This urgency to justify myself to others feels like a validation of my own insecurity. I know the obstacles of writing in English and I experience them in my daily practice. After living in the States for eight years, I still struggle with words, grammar, sentences. In my workshop, I often worried that my essays read like a high school teenager’s diary to my American colleagues. That the choice of words and the voice sounded childish. In the countless sleepless nights during my MFA program, I questioned myself again and again—what is the point of my writing? My efforts? I can never be as good as a real English writer. (Of course, I have learned that disappointment is a common trait of all writers.)
I blush when I call myself a writer. In Chinese, the word writer (zu jia) means a “master of writing.” I am not a master of writing or language, either in English or in Chinese. The English word writer refers to a person who writes books, stories, or articles as a job or regular occupation, or a person who writes a particular text (i.e. the writer of the letter), or a person who writes.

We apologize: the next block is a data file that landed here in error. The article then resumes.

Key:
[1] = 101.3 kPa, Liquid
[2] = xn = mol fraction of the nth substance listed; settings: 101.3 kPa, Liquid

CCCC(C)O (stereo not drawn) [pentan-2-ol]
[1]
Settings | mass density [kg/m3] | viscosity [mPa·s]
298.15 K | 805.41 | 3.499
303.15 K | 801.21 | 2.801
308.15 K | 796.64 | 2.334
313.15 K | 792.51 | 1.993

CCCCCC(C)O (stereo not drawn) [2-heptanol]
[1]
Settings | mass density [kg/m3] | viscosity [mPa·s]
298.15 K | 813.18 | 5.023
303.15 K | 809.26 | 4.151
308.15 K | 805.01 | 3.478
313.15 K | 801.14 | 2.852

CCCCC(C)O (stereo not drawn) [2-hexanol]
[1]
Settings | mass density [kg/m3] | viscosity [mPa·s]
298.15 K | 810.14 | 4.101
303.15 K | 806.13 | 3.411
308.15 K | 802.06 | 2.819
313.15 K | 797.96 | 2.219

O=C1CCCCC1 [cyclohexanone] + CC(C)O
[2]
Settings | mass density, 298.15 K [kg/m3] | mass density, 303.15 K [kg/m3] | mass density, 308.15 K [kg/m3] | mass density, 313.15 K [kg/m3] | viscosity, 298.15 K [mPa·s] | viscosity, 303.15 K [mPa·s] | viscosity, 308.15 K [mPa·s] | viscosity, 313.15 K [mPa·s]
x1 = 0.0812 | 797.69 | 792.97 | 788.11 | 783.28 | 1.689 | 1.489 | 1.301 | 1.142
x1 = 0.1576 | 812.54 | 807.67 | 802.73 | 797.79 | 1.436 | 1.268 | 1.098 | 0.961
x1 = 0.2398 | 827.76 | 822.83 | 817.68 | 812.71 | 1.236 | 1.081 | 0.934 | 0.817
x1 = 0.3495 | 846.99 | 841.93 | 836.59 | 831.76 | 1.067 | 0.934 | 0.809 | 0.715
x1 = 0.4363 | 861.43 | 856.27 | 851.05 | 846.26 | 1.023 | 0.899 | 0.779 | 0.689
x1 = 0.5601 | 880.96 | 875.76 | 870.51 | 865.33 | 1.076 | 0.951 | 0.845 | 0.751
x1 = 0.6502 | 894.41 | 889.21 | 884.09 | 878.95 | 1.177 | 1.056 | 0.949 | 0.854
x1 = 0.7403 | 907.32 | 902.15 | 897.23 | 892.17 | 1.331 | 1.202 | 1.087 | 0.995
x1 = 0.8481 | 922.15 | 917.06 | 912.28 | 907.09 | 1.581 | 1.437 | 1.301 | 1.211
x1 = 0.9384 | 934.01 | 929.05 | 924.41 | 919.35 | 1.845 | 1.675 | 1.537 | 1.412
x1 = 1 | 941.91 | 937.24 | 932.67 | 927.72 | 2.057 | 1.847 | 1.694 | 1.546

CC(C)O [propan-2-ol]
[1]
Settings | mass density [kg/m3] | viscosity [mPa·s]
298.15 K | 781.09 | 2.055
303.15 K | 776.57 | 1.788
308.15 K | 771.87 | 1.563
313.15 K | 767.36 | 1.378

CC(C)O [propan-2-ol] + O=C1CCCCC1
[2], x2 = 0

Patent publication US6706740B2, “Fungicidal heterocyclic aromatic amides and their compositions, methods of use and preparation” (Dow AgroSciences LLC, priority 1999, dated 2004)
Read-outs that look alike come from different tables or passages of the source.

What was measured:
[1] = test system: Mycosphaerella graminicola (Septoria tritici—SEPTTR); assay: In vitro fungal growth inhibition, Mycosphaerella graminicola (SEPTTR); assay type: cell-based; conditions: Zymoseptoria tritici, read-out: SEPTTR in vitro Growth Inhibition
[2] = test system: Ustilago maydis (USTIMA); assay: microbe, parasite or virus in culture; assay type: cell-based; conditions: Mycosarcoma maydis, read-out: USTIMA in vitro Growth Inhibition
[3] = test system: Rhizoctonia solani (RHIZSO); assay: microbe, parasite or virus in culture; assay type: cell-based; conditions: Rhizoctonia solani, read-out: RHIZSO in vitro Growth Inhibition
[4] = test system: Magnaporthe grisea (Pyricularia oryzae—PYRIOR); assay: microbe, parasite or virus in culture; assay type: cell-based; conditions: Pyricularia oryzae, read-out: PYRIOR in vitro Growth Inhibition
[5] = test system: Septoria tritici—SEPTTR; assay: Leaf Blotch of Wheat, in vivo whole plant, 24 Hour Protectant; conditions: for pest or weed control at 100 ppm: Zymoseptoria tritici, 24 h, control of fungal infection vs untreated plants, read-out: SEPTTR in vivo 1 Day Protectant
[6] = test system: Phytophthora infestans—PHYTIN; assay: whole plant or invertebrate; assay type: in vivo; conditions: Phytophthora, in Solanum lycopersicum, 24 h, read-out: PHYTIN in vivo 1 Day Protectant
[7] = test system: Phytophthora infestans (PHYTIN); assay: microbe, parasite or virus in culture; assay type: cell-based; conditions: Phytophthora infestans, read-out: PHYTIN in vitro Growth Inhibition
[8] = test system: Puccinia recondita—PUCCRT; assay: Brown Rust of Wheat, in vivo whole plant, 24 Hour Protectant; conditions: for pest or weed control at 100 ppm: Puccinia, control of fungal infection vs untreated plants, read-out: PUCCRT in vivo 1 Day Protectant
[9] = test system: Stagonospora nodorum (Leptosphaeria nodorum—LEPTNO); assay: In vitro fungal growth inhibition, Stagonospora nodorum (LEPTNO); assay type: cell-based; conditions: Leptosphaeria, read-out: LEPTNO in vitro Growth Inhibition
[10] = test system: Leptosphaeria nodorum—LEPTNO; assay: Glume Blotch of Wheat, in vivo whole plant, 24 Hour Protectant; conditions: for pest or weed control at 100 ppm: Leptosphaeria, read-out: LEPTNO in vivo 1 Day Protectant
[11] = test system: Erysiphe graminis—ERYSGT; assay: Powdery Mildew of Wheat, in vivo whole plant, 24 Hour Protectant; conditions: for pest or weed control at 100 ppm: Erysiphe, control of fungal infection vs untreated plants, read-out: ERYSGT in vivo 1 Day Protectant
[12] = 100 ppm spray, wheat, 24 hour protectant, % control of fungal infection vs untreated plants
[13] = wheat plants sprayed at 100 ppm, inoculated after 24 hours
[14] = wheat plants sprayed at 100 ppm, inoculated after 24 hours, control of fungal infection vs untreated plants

A person who writes! This specific noun/name is simply defined by one verb/action—to write. There are no required results or accomplishments to fulfill this identity. I don’t need to publish a hardcover book with my name on it to declare myself a writer. If I write, am writing, wrote, have written, I am a writer. The English definition liberates the word and opens a world to me. And it provides an alternative. I have two languages, two cultures. I didn’t choose English over Chinese. I simply chose something new, fresh, unknown.
If I write, am writing, wrote, have written, I am a writer. The English definition liberates the word and opens a world to me.